Curly hair: a rare side effect of sodium valproate in a child

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Rajani H S.

Department of Pediatrics, JSS Medical College, JSS Academy of Higher Education and Research, Mysore, India.

Dr. Rajani H S, Assistant Professor, Department of Pediatrics, JSS Medical College, JSS Academy of Higher Education and Research, Mysore 570004, India.
Email: [email protected]

Curly hair, sodium valproate, epilepsy
A 13 years old boy suffering from epilepsy post viral encephalitis was on sodium valproate (10 mg/kg/day) for two years. At the sixth month of valproate usage, father noticed that the child’s hair was becoming curly (figure 1 and 2). There was no hair loss. No other adverse effects were noted. Laboratory tests in form of complete blood count and liver enzymes were normal.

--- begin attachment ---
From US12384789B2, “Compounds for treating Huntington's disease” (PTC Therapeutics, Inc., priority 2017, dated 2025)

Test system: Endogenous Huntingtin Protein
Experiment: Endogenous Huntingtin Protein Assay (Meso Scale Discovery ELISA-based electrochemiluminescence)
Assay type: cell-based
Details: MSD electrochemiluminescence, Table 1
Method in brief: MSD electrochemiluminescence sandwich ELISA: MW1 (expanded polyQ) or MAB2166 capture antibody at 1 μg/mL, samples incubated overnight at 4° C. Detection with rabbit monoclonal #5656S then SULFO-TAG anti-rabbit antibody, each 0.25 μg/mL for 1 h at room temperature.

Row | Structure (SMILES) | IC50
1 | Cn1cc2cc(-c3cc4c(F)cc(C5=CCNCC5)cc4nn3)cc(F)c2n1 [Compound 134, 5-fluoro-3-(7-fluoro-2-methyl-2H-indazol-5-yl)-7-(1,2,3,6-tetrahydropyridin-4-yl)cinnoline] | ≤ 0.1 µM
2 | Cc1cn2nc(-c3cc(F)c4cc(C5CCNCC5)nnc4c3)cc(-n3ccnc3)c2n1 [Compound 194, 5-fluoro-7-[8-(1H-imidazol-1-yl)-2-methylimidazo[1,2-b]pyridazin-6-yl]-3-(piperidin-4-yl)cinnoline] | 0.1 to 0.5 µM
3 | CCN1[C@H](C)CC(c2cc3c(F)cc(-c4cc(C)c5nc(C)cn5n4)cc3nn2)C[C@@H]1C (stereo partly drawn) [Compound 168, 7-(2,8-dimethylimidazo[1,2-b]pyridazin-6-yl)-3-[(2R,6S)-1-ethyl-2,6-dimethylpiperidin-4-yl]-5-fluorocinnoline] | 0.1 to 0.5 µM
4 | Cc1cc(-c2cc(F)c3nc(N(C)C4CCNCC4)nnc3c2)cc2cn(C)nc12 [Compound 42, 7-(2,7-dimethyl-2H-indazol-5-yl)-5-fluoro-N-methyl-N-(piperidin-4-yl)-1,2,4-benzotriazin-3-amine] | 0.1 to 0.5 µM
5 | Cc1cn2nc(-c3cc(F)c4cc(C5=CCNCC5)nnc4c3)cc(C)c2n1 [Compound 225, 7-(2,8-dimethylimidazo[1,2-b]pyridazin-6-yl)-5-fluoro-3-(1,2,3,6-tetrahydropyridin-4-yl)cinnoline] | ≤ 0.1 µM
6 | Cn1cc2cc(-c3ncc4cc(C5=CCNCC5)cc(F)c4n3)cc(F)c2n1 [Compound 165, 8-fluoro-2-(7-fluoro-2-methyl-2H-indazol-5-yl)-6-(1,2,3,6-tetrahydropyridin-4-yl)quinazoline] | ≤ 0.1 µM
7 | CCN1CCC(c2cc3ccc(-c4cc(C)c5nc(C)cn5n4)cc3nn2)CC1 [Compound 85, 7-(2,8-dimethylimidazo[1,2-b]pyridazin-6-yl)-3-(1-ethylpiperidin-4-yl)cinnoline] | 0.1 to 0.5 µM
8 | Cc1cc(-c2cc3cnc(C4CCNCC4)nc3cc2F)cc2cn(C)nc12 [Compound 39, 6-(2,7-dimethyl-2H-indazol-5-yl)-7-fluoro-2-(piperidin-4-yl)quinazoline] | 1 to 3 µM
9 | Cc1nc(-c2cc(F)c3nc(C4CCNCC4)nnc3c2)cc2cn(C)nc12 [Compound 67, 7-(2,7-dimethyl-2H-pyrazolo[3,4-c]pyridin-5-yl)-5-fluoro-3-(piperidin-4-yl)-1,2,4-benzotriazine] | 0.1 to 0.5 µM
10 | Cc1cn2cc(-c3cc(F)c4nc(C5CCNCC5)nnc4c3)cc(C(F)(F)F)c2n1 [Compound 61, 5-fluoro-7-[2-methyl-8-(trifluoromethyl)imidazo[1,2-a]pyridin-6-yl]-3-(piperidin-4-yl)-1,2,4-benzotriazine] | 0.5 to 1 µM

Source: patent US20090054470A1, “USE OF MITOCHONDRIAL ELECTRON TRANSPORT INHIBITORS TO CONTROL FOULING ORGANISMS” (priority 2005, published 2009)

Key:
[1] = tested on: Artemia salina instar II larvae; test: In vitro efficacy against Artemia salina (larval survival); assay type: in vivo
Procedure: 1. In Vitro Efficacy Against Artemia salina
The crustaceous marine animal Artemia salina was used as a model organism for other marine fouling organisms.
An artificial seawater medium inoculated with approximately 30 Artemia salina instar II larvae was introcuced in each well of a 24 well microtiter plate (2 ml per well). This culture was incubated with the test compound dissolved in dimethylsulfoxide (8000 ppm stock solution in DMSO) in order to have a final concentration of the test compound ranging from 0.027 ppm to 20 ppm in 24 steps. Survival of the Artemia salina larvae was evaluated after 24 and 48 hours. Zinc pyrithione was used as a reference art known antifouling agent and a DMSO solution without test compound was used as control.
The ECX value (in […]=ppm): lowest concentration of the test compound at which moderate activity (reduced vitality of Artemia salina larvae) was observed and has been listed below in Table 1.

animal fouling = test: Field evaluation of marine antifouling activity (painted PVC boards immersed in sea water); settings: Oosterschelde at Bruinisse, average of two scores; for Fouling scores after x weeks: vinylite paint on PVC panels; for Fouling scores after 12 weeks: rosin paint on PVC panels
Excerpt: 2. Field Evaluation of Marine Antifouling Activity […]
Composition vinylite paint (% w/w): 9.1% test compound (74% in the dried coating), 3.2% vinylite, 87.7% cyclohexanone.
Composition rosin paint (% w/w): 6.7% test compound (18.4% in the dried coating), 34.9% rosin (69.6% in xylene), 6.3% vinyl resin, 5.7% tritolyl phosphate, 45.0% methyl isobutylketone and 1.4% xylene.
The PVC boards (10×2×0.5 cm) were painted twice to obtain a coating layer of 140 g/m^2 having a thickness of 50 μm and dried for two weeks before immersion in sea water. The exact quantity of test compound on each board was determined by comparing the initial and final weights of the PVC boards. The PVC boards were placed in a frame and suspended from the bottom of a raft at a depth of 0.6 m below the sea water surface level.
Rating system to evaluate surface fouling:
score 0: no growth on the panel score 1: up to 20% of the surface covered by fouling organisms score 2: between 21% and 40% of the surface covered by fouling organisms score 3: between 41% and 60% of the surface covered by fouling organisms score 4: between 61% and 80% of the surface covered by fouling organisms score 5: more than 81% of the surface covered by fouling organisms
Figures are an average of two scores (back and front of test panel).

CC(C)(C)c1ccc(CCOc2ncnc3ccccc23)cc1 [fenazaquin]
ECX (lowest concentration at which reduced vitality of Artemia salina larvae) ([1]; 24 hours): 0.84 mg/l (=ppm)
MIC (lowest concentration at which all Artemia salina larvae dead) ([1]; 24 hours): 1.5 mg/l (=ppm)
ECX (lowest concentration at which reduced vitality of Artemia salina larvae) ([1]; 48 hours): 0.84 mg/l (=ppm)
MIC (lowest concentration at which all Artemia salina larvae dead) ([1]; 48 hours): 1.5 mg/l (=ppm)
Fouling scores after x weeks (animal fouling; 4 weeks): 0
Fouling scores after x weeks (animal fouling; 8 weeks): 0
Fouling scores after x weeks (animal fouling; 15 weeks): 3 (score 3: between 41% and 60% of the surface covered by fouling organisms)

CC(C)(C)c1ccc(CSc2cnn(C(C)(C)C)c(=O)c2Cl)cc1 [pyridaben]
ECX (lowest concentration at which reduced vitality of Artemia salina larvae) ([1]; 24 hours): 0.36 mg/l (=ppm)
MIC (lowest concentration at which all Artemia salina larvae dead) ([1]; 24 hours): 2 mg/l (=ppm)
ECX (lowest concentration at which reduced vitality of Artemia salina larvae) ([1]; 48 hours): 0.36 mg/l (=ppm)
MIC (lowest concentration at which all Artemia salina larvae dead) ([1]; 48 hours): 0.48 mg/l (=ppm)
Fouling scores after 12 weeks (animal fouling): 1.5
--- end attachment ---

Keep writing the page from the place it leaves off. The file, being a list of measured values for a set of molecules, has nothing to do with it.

Valproate is used in the treatment of epilepsy. The drug has many side effects such as weight gain, gastrointestinal disturbances, drug interactions, acute liver disease, pancreatitis, hyperglycinemia, hyperammonemia, sedation, alopecia, hair loss and tremors.1,2,3 Valproate-induced hair texture changes such as curly hair has rarely been reported4,5,6,7 which usually occurs after 3 months after starting therapy. In a study done by Mattson and colleagues, on comparison between sodium valproate and carbamazepine for the treatment of generalized tonic-clonic seizures, it was found that 12% of patients using valproate had hair loss or change in texture.8 The mechanism of valproate induced effects on hair is unclear; however, it may be related to the effects of chelating of metals (copper, zinc, and magnesium) as well as inhibition of metallic enzymes.5 The original and normal texture of hair reappears after stopping sodium valproate.8

Figure 1. Hair before sodium valproate therapy

Figure 2. Hair after 6 months of sodium valproate therapy

<b>Figure 2.</b> Hair after 6 months of sodium valproate therapy
Compliance with Ethical Standards
Funding None
Conflict of Interest None

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Cite this article as:
S R H. Curly Hair: A Rare Side Effect of Sodium Valproate in a Child. Pediatr Oncall J. 2019;16: 92. doi: 10.7199/ped.oncall.2019.29

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